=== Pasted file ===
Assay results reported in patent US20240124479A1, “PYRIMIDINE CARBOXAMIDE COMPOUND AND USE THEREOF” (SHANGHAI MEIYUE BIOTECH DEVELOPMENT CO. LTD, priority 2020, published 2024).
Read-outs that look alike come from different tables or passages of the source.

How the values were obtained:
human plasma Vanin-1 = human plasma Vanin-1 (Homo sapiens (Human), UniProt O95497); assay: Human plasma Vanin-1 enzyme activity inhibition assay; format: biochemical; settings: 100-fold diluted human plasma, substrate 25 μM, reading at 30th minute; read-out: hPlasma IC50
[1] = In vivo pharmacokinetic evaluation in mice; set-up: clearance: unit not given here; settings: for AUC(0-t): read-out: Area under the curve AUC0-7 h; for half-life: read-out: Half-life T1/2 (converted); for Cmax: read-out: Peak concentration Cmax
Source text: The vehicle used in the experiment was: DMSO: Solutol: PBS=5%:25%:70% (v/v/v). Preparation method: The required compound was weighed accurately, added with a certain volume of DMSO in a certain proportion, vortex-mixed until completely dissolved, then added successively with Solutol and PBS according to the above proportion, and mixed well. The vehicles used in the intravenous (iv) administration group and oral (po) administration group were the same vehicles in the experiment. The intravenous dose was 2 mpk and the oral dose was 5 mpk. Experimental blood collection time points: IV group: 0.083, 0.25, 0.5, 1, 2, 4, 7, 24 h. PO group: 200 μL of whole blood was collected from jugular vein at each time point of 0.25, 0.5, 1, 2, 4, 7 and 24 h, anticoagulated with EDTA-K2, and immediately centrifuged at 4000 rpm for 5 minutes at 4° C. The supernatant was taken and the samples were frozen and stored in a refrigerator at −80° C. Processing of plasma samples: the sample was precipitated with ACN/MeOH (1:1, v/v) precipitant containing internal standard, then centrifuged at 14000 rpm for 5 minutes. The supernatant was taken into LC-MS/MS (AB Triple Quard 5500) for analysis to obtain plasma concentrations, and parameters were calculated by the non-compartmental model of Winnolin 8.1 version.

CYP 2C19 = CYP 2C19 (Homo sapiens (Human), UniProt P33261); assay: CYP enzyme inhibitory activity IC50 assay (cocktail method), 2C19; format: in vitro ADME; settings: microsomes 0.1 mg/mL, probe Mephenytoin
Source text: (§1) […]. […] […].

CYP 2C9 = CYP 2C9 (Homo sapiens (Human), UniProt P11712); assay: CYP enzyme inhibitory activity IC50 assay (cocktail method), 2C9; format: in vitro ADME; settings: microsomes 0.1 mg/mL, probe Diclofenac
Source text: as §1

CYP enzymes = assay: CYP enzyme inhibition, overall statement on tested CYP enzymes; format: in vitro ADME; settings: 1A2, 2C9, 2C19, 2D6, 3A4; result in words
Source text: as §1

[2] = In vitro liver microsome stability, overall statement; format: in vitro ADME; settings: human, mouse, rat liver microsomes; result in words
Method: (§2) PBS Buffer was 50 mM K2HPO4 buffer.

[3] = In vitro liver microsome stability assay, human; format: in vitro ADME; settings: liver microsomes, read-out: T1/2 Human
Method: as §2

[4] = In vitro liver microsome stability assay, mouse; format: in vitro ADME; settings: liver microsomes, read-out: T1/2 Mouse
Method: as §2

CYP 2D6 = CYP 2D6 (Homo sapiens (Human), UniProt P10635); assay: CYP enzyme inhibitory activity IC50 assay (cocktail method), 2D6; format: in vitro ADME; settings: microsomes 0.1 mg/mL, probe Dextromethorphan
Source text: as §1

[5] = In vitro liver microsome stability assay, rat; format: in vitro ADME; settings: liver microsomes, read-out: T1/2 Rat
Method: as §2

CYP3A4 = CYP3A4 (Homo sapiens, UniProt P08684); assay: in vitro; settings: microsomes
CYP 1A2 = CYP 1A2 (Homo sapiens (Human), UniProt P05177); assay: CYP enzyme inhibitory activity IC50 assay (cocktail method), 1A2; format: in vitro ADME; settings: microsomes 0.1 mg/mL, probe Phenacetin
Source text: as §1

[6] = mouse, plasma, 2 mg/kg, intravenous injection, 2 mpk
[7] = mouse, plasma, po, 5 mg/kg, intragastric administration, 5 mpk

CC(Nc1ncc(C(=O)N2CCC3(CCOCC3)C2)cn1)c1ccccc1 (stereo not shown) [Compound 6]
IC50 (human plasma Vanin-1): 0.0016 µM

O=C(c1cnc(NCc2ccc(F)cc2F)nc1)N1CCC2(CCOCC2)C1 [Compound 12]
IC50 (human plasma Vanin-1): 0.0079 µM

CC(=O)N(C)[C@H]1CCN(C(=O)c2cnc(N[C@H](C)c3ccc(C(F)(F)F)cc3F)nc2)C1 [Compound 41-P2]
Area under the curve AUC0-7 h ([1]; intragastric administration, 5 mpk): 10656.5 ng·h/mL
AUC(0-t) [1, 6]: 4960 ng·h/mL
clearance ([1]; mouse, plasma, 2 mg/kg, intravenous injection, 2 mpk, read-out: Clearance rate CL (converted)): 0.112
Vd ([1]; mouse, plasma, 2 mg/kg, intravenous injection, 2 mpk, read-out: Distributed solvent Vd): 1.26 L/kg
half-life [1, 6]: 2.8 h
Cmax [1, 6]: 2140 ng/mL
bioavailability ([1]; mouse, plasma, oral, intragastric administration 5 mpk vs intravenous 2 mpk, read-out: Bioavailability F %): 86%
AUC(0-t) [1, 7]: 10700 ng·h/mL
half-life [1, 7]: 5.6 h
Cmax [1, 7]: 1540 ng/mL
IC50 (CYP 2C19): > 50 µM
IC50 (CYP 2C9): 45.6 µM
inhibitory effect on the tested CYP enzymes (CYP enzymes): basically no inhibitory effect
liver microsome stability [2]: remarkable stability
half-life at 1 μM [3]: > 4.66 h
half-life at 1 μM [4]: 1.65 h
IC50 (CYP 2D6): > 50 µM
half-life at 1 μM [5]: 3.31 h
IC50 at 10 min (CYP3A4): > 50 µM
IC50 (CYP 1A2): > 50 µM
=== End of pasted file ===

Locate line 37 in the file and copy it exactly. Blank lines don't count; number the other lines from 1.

half-life [1, 6]: 2.8 h